Introduction to Software Testing

Ramon Revuelta Gonzalez – Control Software Solutions

Introduction – Why Test Software?

Software is found in wide range of everyday devices, from a tablet or desktop computer, commercial or financial applications to large electronic embedded systems such as in car or airplane.

Software malfunctioning can cause loss of time and money, which could potentially turn into customer dissatisfaction. In the worst-case scenario, software failure could lead to human injury or death.

Therefore, the software testing process is an extremely import part of the software development life cycle. At CSS, we acknowledge this and have made software testing an important part of our development process.

In this post we introduce you an overview of software testing, what activities it involves and the different types of software testing.

Causes of Software Failure

Despite what some will lead you to believe – people are not perfect!

Since software is developed by people, and people are not perfect , it is possible that people will introduce bugs (defects). Pressures due to project constraints, time and cost increase the possibility of introducing defects. Defects can turn into failures once he software is executed. See the diagram below for illustration:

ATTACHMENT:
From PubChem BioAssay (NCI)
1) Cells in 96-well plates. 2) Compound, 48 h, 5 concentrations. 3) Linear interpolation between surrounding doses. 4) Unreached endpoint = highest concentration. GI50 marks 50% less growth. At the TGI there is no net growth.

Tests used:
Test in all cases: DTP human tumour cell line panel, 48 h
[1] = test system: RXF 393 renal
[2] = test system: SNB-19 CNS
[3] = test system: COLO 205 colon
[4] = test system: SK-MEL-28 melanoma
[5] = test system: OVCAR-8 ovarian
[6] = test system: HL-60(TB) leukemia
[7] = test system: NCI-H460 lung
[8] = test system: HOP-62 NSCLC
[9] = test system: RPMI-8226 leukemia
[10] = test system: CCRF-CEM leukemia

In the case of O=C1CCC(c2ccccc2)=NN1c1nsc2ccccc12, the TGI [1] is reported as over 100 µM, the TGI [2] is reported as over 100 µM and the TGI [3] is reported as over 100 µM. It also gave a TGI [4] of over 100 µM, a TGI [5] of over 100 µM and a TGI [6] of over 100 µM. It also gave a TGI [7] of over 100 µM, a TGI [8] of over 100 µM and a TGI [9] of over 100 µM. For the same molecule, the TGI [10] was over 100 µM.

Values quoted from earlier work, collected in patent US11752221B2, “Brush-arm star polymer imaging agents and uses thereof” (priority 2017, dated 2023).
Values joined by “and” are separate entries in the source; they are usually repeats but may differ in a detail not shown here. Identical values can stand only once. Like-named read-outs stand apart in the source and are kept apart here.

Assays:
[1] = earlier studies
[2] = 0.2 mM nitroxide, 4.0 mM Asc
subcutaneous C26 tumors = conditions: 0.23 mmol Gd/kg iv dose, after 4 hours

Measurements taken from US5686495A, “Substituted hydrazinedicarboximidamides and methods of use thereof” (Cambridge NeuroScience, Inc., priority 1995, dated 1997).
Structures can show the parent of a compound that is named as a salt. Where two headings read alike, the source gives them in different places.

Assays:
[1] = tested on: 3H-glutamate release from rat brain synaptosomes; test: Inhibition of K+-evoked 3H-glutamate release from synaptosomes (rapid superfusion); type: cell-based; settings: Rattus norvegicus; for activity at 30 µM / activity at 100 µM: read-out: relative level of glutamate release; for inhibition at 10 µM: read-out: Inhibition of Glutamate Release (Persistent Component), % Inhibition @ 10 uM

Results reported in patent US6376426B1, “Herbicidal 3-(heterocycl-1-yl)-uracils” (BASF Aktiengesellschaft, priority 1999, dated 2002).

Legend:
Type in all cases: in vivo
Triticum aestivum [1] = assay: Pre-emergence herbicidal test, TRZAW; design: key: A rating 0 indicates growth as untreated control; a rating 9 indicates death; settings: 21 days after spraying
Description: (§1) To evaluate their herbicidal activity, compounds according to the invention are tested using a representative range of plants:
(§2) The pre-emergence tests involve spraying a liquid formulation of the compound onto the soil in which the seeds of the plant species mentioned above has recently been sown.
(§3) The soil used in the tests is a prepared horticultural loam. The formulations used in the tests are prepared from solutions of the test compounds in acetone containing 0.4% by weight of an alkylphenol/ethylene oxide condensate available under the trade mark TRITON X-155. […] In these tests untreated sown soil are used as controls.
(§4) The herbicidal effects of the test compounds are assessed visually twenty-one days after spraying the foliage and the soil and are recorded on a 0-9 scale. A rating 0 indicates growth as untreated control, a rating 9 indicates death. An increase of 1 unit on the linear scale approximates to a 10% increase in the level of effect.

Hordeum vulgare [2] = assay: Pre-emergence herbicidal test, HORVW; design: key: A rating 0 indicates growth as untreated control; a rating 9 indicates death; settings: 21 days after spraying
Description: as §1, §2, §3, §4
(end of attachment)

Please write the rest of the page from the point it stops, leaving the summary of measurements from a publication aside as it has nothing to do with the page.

Defect Flow Chart

Test Phases

1. Planning and Control

In this early stage the objectives and the requirements of testing are defined. This task is usually undertaken by the project or quality manager.

2. Analysis and Design

In this stage the testing objectives are turned into tangible test cases. This would be done by someone with the role of a test author.

3. Implementation and Execution

Here the test executers or testers implement the test cases, either manually or in an automated system, and execute them

4. Evaluating Exit Criteria and Reporting

Once the results are obtained these are compared against the testing objectives and requirements stated by project management in stage 1.

5. Test Closure Activities

At this point management decides whether the project can be closed based on whether the objectives or other milestone such as code coverage has been met.

General Test Objectives

Although each project has its own objectives there are a set of objectives common to any software project.

Finding Defects

This is probably the most obvious objective. All software testing projects have a common goal of finding defects and build a more robust and solid software application.